The crop itself is highly adaptable. It reaches maturity within one season and can be grown in a range of latitudes. This is a significant property when considering crop adaptability, improvement, climate change and even crop rotation. As a result of its intense sweetness, the transport of stevia extract is significantly more efficient than other low intensity sweeteners. The stevia crop is currently grown actively in Africa, Asia, America and in parts of Europe and Oceania.

As shown by the Jarma group of Colombia, the metabolism of the stevia plant is optimized under enriched CO2 environments, a fact which has encouraging adaptive attributes for our changing environment – and even potential usage to counteract rising levels of CO2 in our environment (Pompelli et al, 2022).

Given increasing water shortages across the world, growing crops to create food that requires less irrigation and consumes more CO2 has obvious benefit. Likewise, decreasing the acreage of land required for commercial crop cultivation (and by extension the highly expensive and polluting systems to protect and harvest them) a more sustainable footprint can be created.

From nutritional point of view, when stevia is digested by our bodies, it does not trigger the same insulin responses as sugar, and it is not high in calories, despite the sweet flavour. Science is now beginning to understand the potential of this once-overlooked leaf, and to harness its power – presenting a tantalising glimpse of what our future could look like if we adopt stevia as an alternative crop to reduce partially our sugar dependence.

As well as providing a healthier and more sustainable form of sweetness, stevia leaves and stems include steviol glycosides, phenolic compounds such as chlorogenic acid, essential oils, inulin and several di- and tri-terpene compounds, which benefits human, environmental, crop and animal health. These compounds are still being actively discovered and characterized (Purkayashta et al, 2017), and to fail to expand on these exciting discoveries feels like a potential mistake.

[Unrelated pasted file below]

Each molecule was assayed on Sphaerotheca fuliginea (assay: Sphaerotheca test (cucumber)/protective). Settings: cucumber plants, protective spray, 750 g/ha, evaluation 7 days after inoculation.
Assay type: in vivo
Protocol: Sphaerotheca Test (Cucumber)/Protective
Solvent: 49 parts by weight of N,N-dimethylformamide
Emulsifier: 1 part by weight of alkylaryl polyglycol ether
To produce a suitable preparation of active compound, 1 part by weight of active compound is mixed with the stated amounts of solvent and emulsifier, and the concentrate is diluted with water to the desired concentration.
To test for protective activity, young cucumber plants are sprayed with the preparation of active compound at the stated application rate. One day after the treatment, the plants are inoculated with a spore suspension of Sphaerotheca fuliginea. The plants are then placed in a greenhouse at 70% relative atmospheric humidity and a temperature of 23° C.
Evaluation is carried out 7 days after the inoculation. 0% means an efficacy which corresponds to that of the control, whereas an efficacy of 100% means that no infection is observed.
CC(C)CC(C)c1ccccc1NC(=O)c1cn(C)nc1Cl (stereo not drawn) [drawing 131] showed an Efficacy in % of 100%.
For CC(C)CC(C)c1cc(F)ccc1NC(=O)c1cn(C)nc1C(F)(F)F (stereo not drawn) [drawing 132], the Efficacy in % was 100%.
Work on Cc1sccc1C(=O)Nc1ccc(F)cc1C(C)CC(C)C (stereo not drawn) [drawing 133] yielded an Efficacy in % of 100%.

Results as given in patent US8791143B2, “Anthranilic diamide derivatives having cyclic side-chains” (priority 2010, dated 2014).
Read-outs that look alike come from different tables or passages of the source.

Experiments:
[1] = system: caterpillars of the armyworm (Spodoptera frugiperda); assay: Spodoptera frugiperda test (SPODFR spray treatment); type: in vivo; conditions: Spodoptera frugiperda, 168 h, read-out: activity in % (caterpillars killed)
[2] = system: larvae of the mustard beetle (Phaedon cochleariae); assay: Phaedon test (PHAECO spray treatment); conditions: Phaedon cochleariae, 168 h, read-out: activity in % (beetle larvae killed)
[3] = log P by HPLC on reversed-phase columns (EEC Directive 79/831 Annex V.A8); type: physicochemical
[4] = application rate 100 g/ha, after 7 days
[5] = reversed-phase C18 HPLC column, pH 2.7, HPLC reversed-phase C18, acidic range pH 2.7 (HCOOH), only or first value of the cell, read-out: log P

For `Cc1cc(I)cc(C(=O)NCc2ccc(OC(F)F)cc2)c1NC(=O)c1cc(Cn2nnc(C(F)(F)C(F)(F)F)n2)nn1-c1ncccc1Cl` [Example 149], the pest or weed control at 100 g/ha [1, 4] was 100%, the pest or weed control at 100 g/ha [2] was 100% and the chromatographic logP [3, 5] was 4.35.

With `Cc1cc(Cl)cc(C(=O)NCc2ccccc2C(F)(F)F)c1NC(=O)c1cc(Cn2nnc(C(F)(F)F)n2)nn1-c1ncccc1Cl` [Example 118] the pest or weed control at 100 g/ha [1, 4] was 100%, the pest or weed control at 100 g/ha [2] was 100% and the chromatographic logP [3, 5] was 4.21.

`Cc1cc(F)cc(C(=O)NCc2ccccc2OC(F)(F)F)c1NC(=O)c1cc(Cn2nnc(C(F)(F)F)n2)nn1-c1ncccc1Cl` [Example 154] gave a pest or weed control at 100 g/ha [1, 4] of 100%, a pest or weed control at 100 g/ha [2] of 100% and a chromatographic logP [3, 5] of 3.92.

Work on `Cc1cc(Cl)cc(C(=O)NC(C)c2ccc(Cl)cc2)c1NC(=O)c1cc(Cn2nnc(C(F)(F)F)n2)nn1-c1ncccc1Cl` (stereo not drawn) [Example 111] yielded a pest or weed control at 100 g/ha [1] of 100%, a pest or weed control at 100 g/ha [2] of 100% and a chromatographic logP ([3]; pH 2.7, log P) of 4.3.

Coming back to the recent technologies expanding the potential of the stevia industry. It is not a discussion of wheter or not biotechnology is useful or not for the stevia industry, but which should be its role in the whole supply chain. Biotechnology can be used for the improvement of the stevia plant, as well as for the improvement of the sweetness quality of the molecules produced by the plant. Biotechnology can be used as well to bypass the function of the plant, when it comes to produce sweetness. Our question is, should biotechnology be used to bypass and discard the stevia crop as the ultimate source of these sweet molecules? Should we discard the different services of the plant beyond its sweet molecules?

We do not feel that biotechnology is an enemy of the agricultural industry – but quite the contrary. A simple but dramatic example is the impact of genetic transformation in the banana or plantain, controlling the spread of Black Sigatoka disease (Soares et al, 2021). In this case, gene modifications and gene editing replaced up to 70 doses of the various pesticides applied systematically to banana crops every year, with deleterious environmental impact (Fu et al, 2019).

Biotechnology could be used to further enhance stevia too, as it has already been used to create drought resistance crops. Under the sever climate change we are experiencing, the alteration of Drought Escape (DE) pathways, osmo-protectant synthesis and flowering modulation could make the difference in the survival of our species – especially in more extreme climates (Martignano et al, 2020).

When it comes to adjusting the delicious properties of the sweetness molecules, biotechnology has proved a powerful tool for producing specific enzymes which facilitate a precise fine tuning of the quality of the sweetness produced by this natural powerhouse.

Therefore, while it is technically possible to produce the sweet molecules native to the stevia plant through the development of specific GMO microorganisms’ strains, the downside of replacing the stevia plant as a source of this natural sweetness seems to us to be discarding a massive tool, which encourages biodiversity while producing sustainable and efficient natural sweetness through plants.

The food production industry has a duty to ensure that it leads the fight in public health, and that it remains sustainable at time when both have never been more important to humanity. We should, then, ask ourselves: Why do we not adopt the stevia plant as a main character of our industry and put biotechnology at its service? Why do we not make the decision to embrace this natural wonder of the world?

We wish you a fantastic 2023!